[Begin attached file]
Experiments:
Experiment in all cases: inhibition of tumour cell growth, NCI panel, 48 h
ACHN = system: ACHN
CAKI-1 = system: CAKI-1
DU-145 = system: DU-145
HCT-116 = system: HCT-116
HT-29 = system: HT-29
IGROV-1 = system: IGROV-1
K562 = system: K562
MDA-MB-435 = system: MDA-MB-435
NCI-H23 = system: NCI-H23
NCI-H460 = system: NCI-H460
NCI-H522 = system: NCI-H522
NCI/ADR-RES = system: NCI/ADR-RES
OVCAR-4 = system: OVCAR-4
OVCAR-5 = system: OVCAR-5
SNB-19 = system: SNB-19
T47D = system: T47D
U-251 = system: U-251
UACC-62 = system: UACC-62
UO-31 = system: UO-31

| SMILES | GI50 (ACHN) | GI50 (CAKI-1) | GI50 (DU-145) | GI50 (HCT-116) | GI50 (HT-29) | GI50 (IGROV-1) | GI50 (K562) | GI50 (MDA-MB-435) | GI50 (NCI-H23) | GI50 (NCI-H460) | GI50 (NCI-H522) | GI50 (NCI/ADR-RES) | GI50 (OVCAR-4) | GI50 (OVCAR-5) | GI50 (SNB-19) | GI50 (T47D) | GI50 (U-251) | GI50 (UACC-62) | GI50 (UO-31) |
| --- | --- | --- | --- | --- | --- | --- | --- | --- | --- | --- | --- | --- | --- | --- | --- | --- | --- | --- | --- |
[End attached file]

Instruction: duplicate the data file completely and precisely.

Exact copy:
Experiments:
Experiment in all cases: inhibition of tumour cell growth, NCI panel, 48 h
ACHN = system: ACHN
CAKI-1 = system: CAKI-1
DU-145 = system: DU-145
HCT-116 = system: HCT-116
HT-29 = system: HT-29
IGROV-1 = system: IGROV-1
K562 = system: K562
MDA-MB-435 = system: MDA-MB-435
NCI-H23 = system: NCI-H23
NCI-H460 = system: NCI-H460
NCI-H522 = system: NCI-H522
NCI/ADR-RES = system: NCI/ADR-RES
OVCAR-4 = system: OVCAR-4
OVCAR-5 = system: OVCAR-5
SNB-19 = system: SNB-19
T47D = system: T47D
U-251 = system: U-251
UACC-62 = system: UACC-62
UO-31 = system: UO-31

| SMILES | GI50 (ACHN) | GI50 (CAKI-1) | GI50 (DU-145) | GI50 (HCT-116) | GI50 (HT-29) | GI50 (IGROV-1) | GI50 (K562) | GI50 (MDA-MB-435) | GI50 (NCI-H23) | GI50 (NCI-H460) | GI50 (NCI-H522) | GI50 (NCI/ADR-RES) | GI50 (OVCAR-4) | GI50 (OVCAR-5) | GI50 (SNB-19) | GI50 (T47D) | GI50 (U-251) | GI50 (UACC-62) | GI50 (UO-31) |
| --- | --- | --- | --- | --- | --- | --- | --- | --- | --- | --- | --- | --- | --- | --- | --- | --- | --- | --- | --- |